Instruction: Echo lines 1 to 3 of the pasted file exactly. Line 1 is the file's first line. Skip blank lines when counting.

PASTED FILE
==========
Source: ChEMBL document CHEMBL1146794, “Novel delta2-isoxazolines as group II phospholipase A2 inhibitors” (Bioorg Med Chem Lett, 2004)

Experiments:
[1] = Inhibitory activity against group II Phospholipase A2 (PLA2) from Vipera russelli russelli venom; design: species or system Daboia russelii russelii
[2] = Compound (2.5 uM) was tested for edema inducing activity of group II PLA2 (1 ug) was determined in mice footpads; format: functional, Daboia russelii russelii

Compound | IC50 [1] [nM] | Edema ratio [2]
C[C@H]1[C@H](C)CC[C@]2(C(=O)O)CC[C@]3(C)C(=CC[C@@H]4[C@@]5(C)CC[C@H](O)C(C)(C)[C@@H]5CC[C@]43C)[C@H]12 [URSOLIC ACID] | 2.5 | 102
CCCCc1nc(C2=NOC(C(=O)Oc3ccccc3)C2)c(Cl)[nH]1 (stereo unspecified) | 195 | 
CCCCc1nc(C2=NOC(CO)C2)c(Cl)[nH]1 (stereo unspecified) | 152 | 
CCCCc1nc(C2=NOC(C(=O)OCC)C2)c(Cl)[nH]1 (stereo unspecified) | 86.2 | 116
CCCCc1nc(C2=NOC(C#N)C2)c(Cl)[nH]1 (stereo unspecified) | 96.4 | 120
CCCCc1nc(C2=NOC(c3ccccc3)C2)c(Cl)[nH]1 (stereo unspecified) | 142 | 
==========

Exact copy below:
Source: ChEMBL document CHEMBL1146794, “Novel delta2-isoxazolines as group II phospholipase A2 inhibitors” (Bioorg Med Chem Lett, 2004)

Experiments:
[1] = Inhibitory activity against group II Phospholipase A2 (PLA2) from Vipera russelli russelli venom; design: species or system Daboia russelii russelii